Yet not all industry is happy. Composite wood manufacturers charge that BCAP is taking their feedstocks away by paying double the established market price for residual wood that can also be made into furniture, flooring and construction material, according to the Composite Panel Association. Others are concerned that established markets for all biomass are being destroyed, and will result in chaos when each facility comes to the end of their two year eligibility period.

How could FSA have gone so far astray? They seem to have interpreted the law itself in a number of unusual ways. They claim the program is an entitlement and that they have to make the full payments, despite the fact that BCAP says they “may”—not “shall”—provide payments of  “not more than $45 per ton.” They could have limited payments to biomass with no higher-value products, no adverse environmental impacts from over-harvest and biomass not already being used for energy. The draft environmental impact statement failed to consider impacts from the matching payments. Requirements for biomass removal only under a Forest Stewardship Plan or conservation plan do not seem to be monitored or enforced.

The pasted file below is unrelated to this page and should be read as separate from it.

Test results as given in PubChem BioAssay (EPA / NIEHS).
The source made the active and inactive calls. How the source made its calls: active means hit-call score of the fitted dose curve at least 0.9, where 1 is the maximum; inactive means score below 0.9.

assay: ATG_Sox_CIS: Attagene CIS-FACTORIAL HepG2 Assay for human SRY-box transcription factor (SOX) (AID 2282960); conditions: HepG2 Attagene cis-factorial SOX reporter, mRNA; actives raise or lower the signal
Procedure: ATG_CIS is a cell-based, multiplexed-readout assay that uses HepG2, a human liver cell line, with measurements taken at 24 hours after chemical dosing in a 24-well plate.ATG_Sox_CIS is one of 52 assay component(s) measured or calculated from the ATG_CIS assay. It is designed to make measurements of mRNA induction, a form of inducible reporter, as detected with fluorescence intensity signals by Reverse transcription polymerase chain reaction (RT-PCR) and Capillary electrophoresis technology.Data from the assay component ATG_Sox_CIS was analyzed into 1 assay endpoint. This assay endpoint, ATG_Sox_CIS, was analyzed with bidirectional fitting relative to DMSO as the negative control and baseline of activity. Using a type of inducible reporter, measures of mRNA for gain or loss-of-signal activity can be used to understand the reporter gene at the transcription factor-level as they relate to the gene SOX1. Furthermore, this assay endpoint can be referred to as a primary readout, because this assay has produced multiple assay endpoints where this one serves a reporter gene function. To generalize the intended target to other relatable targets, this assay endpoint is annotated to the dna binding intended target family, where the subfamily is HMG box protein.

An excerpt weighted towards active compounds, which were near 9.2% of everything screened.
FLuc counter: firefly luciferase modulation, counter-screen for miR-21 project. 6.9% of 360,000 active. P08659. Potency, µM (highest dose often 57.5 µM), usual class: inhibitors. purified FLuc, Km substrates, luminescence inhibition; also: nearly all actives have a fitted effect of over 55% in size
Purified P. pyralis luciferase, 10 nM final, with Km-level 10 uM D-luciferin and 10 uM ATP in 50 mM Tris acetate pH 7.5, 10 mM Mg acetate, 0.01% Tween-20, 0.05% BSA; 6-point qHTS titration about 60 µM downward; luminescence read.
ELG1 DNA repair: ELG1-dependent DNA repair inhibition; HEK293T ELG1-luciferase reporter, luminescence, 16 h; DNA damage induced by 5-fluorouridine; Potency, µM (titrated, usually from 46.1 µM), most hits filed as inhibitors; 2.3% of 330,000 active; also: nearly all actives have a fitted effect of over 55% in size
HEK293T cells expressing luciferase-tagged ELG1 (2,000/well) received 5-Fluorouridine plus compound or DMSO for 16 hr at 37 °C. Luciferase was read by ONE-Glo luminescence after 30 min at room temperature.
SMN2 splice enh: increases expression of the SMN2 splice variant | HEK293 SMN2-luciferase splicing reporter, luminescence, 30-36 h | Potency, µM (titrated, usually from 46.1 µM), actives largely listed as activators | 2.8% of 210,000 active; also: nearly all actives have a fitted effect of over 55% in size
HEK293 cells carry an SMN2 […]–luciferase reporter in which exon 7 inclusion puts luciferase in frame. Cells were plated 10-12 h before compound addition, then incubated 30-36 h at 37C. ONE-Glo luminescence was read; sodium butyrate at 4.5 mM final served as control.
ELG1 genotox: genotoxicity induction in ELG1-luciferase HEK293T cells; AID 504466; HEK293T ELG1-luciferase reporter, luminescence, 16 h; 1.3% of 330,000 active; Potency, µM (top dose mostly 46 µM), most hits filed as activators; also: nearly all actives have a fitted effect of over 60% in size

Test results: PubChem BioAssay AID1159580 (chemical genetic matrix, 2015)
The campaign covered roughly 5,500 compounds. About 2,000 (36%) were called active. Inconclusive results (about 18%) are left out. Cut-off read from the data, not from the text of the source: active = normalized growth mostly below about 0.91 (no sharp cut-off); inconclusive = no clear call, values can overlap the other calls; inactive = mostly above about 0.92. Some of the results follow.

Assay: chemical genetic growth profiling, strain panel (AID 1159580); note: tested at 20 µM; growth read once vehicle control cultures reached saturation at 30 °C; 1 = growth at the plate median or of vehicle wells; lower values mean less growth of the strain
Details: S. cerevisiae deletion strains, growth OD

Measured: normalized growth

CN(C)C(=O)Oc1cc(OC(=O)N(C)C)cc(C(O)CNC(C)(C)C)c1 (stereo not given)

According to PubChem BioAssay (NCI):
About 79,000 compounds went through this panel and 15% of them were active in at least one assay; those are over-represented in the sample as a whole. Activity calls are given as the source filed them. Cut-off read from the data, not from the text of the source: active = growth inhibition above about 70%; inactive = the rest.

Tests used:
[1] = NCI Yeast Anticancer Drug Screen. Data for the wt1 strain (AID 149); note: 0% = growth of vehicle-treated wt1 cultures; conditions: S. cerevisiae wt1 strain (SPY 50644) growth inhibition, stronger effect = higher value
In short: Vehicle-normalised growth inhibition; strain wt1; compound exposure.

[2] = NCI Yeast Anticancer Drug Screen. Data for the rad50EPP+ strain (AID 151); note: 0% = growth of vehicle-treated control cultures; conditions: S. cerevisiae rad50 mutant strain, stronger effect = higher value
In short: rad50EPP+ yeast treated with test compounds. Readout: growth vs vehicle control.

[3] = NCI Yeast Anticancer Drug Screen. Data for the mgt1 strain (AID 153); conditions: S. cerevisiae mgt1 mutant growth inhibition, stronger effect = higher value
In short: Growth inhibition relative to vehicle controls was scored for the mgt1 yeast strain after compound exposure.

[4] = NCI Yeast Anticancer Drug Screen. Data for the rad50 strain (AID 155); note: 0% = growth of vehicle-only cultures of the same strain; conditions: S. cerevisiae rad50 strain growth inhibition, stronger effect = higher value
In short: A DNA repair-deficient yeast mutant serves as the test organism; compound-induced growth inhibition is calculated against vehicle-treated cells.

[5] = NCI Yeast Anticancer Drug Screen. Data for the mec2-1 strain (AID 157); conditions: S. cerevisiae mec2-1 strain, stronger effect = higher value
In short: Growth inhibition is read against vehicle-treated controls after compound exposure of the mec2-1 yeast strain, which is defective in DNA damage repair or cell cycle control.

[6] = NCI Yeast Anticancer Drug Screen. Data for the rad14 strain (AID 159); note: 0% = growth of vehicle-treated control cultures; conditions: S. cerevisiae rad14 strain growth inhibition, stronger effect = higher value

The opportunity for the Obama Administration to fix all of these problems is at hand. A draft rule covering both the matching payments and crop establishment is going to be released in the next couple of months. While the money for 2010 will probably be gone by then, USDA could put in place requirements for a sensible program that furthers renewable energy without the pulp and wood products boondoggle.

Ben Lilliston

December 08, 2009

How U.S. climate policy treats agriculture